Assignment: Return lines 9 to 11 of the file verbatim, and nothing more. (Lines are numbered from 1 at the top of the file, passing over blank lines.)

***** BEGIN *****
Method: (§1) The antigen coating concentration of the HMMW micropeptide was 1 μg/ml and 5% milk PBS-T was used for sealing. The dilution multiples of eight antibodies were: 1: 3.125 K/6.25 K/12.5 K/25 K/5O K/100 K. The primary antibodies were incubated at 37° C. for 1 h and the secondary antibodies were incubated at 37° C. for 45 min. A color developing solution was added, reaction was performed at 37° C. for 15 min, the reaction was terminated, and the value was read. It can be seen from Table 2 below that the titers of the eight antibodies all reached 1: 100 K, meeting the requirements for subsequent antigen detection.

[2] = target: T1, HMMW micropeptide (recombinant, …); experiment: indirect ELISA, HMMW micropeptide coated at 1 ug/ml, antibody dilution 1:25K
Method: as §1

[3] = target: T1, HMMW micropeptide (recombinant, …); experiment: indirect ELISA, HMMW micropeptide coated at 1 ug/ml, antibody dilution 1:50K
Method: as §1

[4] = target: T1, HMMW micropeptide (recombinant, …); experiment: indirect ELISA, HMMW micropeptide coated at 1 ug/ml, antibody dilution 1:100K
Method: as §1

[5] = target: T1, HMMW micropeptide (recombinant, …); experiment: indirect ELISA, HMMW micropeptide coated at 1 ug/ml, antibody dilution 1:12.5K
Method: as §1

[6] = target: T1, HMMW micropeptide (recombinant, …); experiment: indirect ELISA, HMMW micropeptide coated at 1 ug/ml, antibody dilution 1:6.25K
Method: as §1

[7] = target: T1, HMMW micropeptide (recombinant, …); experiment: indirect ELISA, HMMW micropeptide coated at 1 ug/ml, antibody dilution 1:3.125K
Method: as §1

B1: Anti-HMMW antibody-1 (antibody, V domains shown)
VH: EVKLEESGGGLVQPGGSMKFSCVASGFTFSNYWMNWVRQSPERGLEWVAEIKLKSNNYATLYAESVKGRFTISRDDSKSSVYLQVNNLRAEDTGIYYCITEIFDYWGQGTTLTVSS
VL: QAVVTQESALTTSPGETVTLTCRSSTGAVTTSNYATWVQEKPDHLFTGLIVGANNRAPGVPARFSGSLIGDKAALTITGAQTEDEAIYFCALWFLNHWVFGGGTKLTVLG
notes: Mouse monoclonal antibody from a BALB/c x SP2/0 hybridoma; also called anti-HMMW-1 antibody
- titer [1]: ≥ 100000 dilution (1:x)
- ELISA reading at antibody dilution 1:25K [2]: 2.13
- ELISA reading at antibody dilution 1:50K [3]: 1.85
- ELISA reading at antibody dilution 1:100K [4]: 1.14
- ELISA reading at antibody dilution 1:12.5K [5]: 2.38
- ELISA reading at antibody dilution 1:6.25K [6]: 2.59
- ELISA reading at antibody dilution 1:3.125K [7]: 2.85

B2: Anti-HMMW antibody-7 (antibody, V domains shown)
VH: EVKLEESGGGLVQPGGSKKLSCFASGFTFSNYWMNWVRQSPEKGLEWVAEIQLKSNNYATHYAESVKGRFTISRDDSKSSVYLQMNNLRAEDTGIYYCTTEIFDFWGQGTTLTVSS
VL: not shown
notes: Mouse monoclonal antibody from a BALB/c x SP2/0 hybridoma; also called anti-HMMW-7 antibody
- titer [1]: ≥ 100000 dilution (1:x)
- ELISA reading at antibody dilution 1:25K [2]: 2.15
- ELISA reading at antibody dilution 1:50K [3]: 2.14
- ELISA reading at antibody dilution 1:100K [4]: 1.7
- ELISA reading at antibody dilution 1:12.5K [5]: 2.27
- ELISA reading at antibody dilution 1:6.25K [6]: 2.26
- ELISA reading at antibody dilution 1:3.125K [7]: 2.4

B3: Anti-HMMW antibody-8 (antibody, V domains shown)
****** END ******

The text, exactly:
Method: as §1

[6] = target: T1, HMMW micropeptide (recombinant, …); experiment: indirect ELISA, HMMW micropeptide coated at 1 ug/ml, antibody dilution 1:6.25K
Method: as §1